In a recent webinar with Design World at WTWH Media, presenter Dr. Stephen Rudisill, R&D scientist with HP Inc. 3D materials, discussed HP’s decision to enter the 3D printing industry and some of the ideas HP is considering to potentially transform manufacturing.
Noted Rudisill, during the time prior to the Industrial Revolution, you could argue that individuals had maximum control over the making of an item, from material choice (of what was available) to design. Practically everything was custom.
However, there were limitations, such as the length of time it took to produce items and the effort required.
During the Industrial Revolution, makers lost the ability to custom design. The making systems of the Industrial Revolution usually required specific tooling, which imposed restrictions of how parts were designed. Whether those parts were clothing or other objects, they forced designers to think in terms of mass production. And pretty much for the past 200 years that’s been the operating mode of how designers build the objects we interact with every day.
With mass manufacturing, the tooling has become more advanced. It’s easier to produce things, and there’s been innovation around the creation of things, whether it’s presses or looms, and so on. Production has become faster and better but there are still many design constraints.
In the world of creating manufactured objects with a 3D printer, software enables designers to create three dimensional objects and then transfer them to this specialized tooling. However, there’s still a design limitation.
Noted Rudisill, “we are on the cusp of a transformation where we can bring new manufacturing methods, like 3D printing, to bear on design limitations and increase the use of production at the same time as we increase the ‘democratization’ of design. What that means is simply the ability of any person to design an object.”
To accomplish this democratization, the software for 3D printing must be easier to use. And vendors need to increase the performance and ability of the tooling; in our case the multi-jet fusion printer system, to produce parts quickly and at appropriate cost.
Continued Rudisill, “As we move through that 3D transformation we’re hoping to generate the next Industrial Revolution, which will lead to a world without warehouses. A world in which local manufacturing in your area can be done at the same cost and scale as current mass production manufacturing technologies.”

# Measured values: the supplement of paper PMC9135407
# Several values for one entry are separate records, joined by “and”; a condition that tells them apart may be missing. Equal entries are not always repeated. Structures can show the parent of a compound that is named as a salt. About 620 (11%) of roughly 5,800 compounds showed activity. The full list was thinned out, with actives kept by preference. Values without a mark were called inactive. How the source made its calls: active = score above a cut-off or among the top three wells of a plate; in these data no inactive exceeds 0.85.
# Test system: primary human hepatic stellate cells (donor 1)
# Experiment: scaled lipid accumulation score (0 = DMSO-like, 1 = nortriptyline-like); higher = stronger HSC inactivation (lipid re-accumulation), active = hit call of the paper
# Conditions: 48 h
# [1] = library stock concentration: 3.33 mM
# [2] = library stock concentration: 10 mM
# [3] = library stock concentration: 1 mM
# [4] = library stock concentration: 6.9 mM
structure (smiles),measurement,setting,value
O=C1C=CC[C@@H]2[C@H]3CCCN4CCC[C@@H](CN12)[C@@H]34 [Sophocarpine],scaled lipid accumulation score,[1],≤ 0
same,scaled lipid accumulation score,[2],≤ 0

HP developers use an analysis method that compares an analog production curve to a digital production curve. HP has used this methodology in its paper printing business. “Our WebPress technology is a digital technology that has a fixed cost per page of printed matter. However, the fixed cost, allows you to customize in each individual thing,” said Rudisill.
With 3D printing, there’s a cost per amount of media and droplet (weight). By contrast, the analog production costs include type setting molds or tasks required to obtain the production templates. Plus, there’s a big upfront cost that must be recouped through large production volumes. A margin must be determined for a specific amount of final product that a company can recoup the costs to develop the molds and the objects.
In the digital mode, costs are different because nearly every aspect is digital. “You put in your design and there’s some very small overhead associated with that. But then the printer is usually more costly to produce or to run.
“What we hope to do through technology development,” continued Rudisill, “what we have done in WebPress and what we plan on doing with multi-jet fusion is to move the curve so that our digital production methods become cheaper and more cost effective, such that we can be competitive with existing analog production techniques.”
To accomplish this will require business and technology development. “We’ll have to significantly improve the efficiency and overall throughput of our printer systems, and that’s a technology vector that we’re going to be pushing on for many years. Additionally, we have to innovate with our material partners to build plastics and polymers that are suitable for the 3D printing system at lower cost.”
HP sees the main advantage now with a digital production method like 3D printing of having the ability to produce any object you want and not being limited by the tooling or by traditional manufacturing and assembly requirements. You can make completely unique objects. You can make personalized objects, and you’re able to do that on a relatively large scale compared to what was available 20 years ago.
In terms of economics, if you pair that with the economic picture of being able to move the break even point down, you eventually have a system where rather than needing a network of transportation, you simply install printers at convenient locations.
Such an arrangement puts supply near demand. As orders come in, they are filled on the spot with a known lead time and minimal to no shipping expenses. “Additionally, there’s no set up or mold building for any sort of object. You simply have a design that is available. You plug it into the printer and you print the object.”
For HP, additive manufacturing is an extension of its existing business efforts.